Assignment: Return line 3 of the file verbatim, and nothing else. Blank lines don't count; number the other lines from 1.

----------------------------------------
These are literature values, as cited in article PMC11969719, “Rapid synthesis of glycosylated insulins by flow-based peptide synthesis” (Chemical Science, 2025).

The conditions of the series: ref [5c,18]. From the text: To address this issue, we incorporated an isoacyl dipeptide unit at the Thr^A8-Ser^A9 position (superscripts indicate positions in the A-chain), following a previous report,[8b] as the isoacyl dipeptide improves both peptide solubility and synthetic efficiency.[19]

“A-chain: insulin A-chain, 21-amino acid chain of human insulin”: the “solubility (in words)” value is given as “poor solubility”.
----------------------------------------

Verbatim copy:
“A-chain: insulin A-chain, 21-amino acid chain of human insulin”: the “solubility (in words)” value is given as “poor solubility”.